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It was my first reaction when I saw our photographer Tim Shortt’s photo of the crowds descend from the A. Max Brewer Bridge in Titusville after the historic SpaceX Demo-2 flight scrubbed Wednesday.

It seemed to many people, too close to each other and too soon, as we are still navigating the coronavirus pandemic.

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Large crowds of SpaceX spectators gathered at the A. Max Brewer Bridge in Titusville, Florida, hoping to see the first US crew mission in nearly a decade, begin to wander back to their vehicles after the launch scrubbed. (Photo: TIM SHORTT / FLORIDA TODAY)

What never happened to me was that Tim, who has shot crowds in rocket launches for FLORIDA TODAY since 1986, would have to spend his evening fighting off social media charges for falsifying the photo.

“The idea that I would ever do that makes me sick,” Tim said Thursday as he drove out to the Kennedy Space Center Visitor Center to take photographs of their resume.

When Tim and I talked, we both agreed that we understood where some of the doubts were coming from – even though we were frustrated by them.

A few weeks earlier, in a story about possible crowds and NASA’s (obviously) request for people to stay home, we used a file photo to show what the crowds could be. That photo of Max Brewer Bridge was taken on July 8, 2011, from a similar vantage point, by crowds gathered for the final shuttle flight.

Some people probably did not look enough and thought they would see the same picture again. The reality is that the 2011 photo had a lot more people.

So Tim and I both understood how someone can get confused. In fact, one of our colleagues texted me even Wednesday night and asked why would we use an old photo.

As journalists, we are big believers in asking questions and trying to verify information.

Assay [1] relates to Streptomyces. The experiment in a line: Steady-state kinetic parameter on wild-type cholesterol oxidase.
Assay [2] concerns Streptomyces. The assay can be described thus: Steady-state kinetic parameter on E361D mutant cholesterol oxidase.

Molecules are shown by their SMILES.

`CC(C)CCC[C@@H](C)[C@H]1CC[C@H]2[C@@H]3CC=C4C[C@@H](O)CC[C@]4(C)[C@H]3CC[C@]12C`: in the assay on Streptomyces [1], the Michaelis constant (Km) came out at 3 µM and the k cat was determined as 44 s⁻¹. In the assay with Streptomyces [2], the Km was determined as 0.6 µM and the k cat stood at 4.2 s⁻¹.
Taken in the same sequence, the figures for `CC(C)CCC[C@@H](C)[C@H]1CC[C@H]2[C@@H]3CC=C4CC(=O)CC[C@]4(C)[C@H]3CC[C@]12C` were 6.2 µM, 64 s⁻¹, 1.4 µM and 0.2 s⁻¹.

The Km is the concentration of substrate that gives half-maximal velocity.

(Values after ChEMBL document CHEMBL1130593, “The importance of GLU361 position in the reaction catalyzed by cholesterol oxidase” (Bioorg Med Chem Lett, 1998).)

But it is one thing to ask and a whole other to explain “Fake News” and ignore all evidence to the contrary. Evidence of people wearing masks in the photo, sharing other mobile phone photos that showed a similar scene and, finally, common sense.

Many people in the community know about Tim. Up in Titusville, he was a local (he calls Viera home now). They know his integrity and our integrity so the screams from “Fake News” were quickly suppressed when it was understood the photo was originated. Also, if you’re on the Space Coast, you know that launches, especially large, important launches, attract people.

But one thing I strongly believe in, as we all do in FLORIDA TODAY, is to be transparent about our journalism. The more transparent we can be, the better.

More photos: Scenes from Kennedy Space Center prior to the historic SpaceX launch

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For the record: Tim took the photo with his Nikon D500 camera and 80-200 lens. In Tim’s words, it is a medium telephoto lens that does not know the kind of compression of an image that can occur with large telephoto lenses.

Here’s how it went down: Tim was on the Max Brewer bridge and “the crowd grew larger and I thought, ‘I don’t want to be up here,'” Tim said.